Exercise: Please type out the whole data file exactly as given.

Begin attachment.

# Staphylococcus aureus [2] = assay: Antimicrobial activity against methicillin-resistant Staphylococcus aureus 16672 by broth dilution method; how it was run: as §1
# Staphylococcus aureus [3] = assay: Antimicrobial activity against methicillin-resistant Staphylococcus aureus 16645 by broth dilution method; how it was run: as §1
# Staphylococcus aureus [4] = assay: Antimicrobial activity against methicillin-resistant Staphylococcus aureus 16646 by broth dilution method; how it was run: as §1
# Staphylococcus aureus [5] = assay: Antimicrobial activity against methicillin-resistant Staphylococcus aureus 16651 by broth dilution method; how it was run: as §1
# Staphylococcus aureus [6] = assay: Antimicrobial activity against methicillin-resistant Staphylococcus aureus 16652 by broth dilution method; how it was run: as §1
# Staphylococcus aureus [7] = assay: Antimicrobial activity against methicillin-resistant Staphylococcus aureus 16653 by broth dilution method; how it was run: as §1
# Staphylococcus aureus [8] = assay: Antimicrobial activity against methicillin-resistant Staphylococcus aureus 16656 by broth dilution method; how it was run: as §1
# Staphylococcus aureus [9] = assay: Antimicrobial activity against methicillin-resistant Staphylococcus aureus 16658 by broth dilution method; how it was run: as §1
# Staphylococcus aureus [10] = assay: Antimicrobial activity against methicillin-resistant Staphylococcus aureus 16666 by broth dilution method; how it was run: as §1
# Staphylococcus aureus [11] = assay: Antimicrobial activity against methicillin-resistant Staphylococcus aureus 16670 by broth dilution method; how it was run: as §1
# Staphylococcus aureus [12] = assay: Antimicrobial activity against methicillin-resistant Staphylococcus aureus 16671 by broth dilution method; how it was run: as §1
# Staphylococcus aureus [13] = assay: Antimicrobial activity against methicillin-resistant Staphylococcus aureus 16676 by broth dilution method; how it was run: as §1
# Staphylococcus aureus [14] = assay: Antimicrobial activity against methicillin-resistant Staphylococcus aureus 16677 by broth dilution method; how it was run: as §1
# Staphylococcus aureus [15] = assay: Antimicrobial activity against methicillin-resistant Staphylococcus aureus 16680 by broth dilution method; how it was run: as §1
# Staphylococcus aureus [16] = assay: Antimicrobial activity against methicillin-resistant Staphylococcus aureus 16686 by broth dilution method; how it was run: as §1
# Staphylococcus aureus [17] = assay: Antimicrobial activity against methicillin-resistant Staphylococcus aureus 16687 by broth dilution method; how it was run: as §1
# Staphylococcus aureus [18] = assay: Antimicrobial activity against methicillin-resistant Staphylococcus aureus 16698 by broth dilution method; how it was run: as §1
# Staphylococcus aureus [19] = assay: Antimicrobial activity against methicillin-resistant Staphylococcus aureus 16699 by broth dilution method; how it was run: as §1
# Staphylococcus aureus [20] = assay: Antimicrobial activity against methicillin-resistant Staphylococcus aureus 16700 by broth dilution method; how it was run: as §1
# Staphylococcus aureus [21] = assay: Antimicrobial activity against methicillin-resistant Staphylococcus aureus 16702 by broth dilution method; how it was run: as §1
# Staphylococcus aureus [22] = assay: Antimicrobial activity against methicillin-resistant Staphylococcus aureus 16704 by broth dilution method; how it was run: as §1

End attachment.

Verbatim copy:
# Staphylococcus aureus [2] = assay: Antimicrobial activity against methicillin-resistant Staphylococcus aureus 16672 by broth dilution method; how it was run: as §1
# Staphylococcus aureus [3] = assay: Antimicrobial activity against methicillin-resistant Staphylococcus aureus 16645 by broth dilution method; how it was run: as §1
# Staphylococcus aureus [4] = assay: Antimicrobial activity against methicillin-resistant Staphylococcus aureus 16646 by broth dilution method; how it was run: as §1
# Staphylococcus aureus [5] = assay: Antimicrobial activity against methicillin-resistant Staphylococcus aureus 16651 by broth dilution method; how it was run: as §1
# Staphylococcus aureus [6] = assay: Antimicrobial activity against methicillin-resistant Staphylococcus aureus 16652 by broth dilution method; how it was run: as §1
# Staphylococcus aureus [7] = assay: Antimicrobial activity against methicillin-resistant Staphylococcus aureus 16653 by broth dilution method; how it was run: as §1
# Staphylococcus aureus [8] = assay: Antimicrobial activity against methicillin-resistant Staphylococcus aureus 16656 by broth dilution method; how it was run: as §1
# Staphylococcus aureus [9] = assay: Antimicrobial activity against methicillin-resistant Staphylococcus aureus 16658 by broth dilution method; how it was run: as §1
# Staphylococcus aureus [10] = assay: Antimicrobial activity against methicillin-resistant Staphylococcus aureus 16666 by broth dilution method; how it was run: as §1
# Staphylococcus aureus [11] = assay: Antimicrobial activity against methicillin-resistant Staphylococcus aureus 16670 by broth dilution method; how it was run: as §1
# Staphylococcus aureus [12] = assay: Antimicrobial activity against methicillin-resistant Staphylococcus aureus 16671 by broth dilution method; how it was run: as §1
# Staphylococcus aureus [13] = assay: Antimicrobial activity against methicillin-resistant Staphylococcus aureus 16676 by broth dilution method; how it was run: as §1
# Staphylococcus aureus [14] = assay: Antimicrobial activity against methicillin-resistant Staphylococcus aureus 16677 by broth dilution method; how it was run: as §1
# Staphylococcus aureus [15] = assay: Antimicrobial activity against methicillin-resistant Staphylococcus aureus 16680 by broth dilution method; how it was run: as §1
# Staphylococcus aureus [16] = assay: Antimicrobial activity against methicillin-resistant Staphylococcus aureus 16686 by broth dilution method; how it was run: as §1
# Staphylococcus aureus [17] = assay: Antimicrobial activity against methicillin-resistant Staphylococcus aureus 16687 by broth dilution method; how it was run: as §1
# Staphylococcus aureus [18] = assay: Antimicrobial activity against methicillin-resistant Staphylococcus aureus 16698 by broth dilution method; how it was run: as §1
# Staphylococcus aureus [19] = assay: Antimicrobial activity against methicillin-resistant Staphylococcus aureus 16699 by broth dilution method; how it was run: as §1
# Staphylococcus aureus [20] = assay: Antimicrobial activity against methicillin-resistant Staphylococcus aureus 16700 by broth dilution method; how it was run: as §1
# Staphylococcus aureus [21] = assay: Antimicrobial activity against methicillin-resistant Staphylococcus aureus 16702 by broth dilution method; how it was run: as §1
# Staphylococcus aureus [22] = assay: Antimicrobial activity against methicillin-resistant Staphylococcus aureus 16704 by broth dilution method; how it was run: as §1